Healing glasses


Dr. Delbert Day (right) and Dr. Steve Jung with borate glass nanofibers (inset). Photo by B.A. Rupert

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What if all a battlefield medic had to do to treat a serious or lingering wound was to stuff it with a material that looks and feels like cotton candy? Sounds unlikely, but that is pretty close to what is happening in a clinical trial at Phelps County Regional Medical Center in Rolla, Mo.

The cotton candy-like fibrous material used in the trial was developed at Missouri S&T’s Graduate Center for Materials Research and the Center for Bone and Tissue Repair and Regeneration by bioglass pioneer Dr. Delbert Day, Curators’ Professor emeritus of ceramic engineering, and his former graduate student, Dr. Steve Jung, who earned bachelor’s, master’s and Ph.D. degrees from Missouri S&T. The material is produced at Mo-Sci Corp., a glass technology company Day co-founded.

In a recent clinical trial, the material, a nanofiber borate glass, was found to speed the healing of venous stasis wounds in eight of the 12 patients enrolled.

Other bioactive glass materials are formed from silicate glass compositions and have been used primarily for hard-tissue regeneration, such as bone repair. But Day and Jung say borate glass reacts with body fluids much faster than silicate glasses.

“The borate glass nanofibers (about 1/1000 the diameter of a human hair) react with the body fluids very quickly” when applied to an open wound, says Day. “They begin to dissolve and release elements into the body that stimulate the body to grow new blood vessels and new soft tissue. This improves the blood supply to the wound, allowing the body’s normal healing processes to take over.”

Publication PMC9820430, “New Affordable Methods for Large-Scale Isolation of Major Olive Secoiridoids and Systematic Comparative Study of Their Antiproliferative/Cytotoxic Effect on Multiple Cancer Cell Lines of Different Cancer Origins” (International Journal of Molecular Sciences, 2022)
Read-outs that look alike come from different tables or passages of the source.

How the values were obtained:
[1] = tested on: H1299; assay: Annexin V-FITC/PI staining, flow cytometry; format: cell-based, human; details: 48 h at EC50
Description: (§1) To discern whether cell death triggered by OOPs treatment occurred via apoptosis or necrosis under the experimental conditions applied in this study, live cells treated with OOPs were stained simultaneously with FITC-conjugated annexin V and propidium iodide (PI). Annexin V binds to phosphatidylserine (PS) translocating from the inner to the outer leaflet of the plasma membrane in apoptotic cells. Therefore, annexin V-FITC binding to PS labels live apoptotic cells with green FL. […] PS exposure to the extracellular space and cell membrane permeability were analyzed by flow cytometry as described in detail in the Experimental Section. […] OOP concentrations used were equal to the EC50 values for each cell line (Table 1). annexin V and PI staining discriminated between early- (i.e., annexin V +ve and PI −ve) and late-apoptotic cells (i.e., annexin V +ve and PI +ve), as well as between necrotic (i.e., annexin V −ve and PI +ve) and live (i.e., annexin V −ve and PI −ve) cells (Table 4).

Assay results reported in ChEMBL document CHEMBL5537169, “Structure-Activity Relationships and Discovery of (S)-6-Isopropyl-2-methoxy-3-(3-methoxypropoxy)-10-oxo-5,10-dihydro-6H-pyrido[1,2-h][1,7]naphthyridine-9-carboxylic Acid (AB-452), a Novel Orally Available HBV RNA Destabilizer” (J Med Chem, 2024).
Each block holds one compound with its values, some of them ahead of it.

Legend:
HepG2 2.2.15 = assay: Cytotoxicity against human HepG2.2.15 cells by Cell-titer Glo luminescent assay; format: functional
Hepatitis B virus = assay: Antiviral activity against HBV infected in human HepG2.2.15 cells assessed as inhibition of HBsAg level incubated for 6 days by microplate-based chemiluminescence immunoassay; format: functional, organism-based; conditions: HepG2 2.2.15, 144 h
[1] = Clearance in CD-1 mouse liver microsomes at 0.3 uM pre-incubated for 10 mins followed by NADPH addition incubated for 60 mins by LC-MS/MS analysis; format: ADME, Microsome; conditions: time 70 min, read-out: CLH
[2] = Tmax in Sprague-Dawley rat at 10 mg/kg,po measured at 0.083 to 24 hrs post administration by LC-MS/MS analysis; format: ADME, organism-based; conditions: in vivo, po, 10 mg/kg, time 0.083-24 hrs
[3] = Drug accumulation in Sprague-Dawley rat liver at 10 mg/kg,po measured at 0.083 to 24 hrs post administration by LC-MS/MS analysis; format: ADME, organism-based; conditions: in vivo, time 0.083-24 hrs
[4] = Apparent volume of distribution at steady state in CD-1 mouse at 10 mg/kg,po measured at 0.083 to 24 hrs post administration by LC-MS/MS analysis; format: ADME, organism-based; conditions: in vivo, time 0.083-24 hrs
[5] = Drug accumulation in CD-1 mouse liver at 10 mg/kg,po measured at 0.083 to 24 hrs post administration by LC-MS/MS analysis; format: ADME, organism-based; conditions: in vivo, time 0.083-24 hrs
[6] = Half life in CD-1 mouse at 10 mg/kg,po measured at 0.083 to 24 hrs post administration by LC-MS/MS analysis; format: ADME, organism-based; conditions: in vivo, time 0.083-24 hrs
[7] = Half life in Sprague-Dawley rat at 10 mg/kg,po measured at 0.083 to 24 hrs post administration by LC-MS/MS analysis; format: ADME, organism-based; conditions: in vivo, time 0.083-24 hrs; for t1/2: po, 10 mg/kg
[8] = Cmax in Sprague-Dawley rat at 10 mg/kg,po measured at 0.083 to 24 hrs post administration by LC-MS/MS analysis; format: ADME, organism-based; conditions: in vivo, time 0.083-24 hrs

The treatment is simple. First the wound is washed with water, and then a pad of the dry nano fibers is applied to the wound. Every four to seven days, the wound is washed and a new pad of dry fiber is applied until the wound is healed. There is very little scarring.

Clinical trials at Phelps County Regional Medical Center in Rolla began in the fall of 2010 with 13 subjects, and now includes a total of 32 patients with many different types of non-healing wounds, including pressure ulcers, bed sores and surgical incisions. Many are diabetics with wounds that have not healed for up to a year.

Depending on the severity of the wound, Day says the wounds can heal within a few weeks to several months after the glass nanofiber material is applied. “Within a few days, most patients see an improvement,” he says.

Day foresees expanding the clinical trials to include patients with other types of difficult-to-heal wounds, such as burn victims.

By Mary Helen Stoltz
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